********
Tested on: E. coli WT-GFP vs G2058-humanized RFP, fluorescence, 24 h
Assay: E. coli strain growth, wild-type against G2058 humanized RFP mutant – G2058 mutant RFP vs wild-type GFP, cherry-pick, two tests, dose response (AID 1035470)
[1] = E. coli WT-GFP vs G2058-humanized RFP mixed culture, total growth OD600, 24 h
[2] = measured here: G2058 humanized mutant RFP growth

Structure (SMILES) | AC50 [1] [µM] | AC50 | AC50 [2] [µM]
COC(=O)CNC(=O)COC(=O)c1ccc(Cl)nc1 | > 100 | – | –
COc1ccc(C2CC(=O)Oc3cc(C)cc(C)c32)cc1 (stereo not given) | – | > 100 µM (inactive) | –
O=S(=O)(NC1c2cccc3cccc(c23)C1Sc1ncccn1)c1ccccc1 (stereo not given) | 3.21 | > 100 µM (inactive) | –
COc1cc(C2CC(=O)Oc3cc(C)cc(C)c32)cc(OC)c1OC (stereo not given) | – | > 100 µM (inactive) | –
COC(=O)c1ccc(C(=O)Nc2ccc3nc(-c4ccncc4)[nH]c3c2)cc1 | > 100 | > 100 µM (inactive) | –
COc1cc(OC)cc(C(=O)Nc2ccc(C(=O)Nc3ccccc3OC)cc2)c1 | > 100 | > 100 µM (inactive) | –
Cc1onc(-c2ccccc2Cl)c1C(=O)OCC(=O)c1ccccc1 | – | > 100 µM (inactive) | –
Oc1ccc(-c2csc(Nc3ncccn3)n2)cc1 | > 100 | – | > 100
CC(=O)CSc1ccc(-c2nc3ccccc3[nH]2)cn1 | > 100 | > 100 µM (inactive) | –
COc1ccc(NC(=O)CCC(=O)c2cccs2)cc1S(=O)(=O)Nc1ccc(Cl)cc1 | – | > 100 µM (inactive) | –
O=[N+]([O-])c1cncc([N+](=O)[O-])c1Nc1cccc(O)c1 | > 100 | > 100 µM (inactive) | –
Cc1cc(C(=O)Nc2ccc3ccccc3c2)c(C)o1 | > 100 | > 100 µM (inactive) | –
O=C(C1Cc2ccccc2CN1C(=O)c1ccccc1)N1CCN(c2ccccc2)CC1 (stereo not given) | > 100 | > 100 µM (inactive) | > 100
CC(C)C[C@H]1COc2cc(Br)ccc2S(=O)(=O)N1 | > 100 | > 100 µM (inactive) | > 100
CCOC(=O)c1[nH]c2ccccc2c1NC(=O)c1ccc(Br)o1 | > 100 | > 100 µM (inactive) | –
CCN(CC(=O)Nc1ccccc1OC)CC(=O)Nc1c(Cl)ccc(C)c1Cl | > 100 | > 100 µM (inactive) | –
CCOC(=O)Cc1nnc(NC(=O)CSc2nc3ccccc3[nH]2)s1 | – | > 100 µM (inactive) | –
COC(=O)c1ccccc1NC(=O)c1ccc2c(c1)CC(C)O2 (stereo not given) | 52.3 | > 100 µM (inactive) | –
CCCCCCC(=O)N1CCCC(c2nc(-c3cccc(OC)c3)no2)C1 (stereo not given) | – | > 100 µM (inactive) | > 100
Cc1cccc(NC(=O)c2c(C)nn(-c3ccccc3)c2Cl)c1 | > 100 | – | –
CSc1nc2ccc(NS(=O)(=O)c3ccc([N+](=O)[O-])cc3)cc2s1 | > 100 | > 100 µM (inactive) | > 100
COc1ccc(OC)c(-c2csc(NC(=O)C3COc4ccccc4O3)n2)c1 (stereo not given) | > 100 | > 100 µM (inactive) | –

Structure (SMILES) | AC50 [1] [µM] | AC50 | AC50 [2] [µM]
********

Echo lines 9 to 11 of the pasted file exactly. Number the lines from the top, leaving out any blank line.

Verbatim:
COc1cc(C2CC(=O)Oc3cc(C)cc(C)c32)cc(OC)c1OC (stereo not given) | – | > 100 µM (inactive) | –
COC(=O)c1ccc(C(=O)Nc2ccc3nc(-c4ccncc4)[nH]c3c2)cc1 | > 100 | > 100 µM (inactive) | –
COc1cc(OC)cc(C(=O)Nc2ccc(C(=O)Nc3ccccc3OC)cc2)c1 | > 100 | > 100 µM (inactive) | –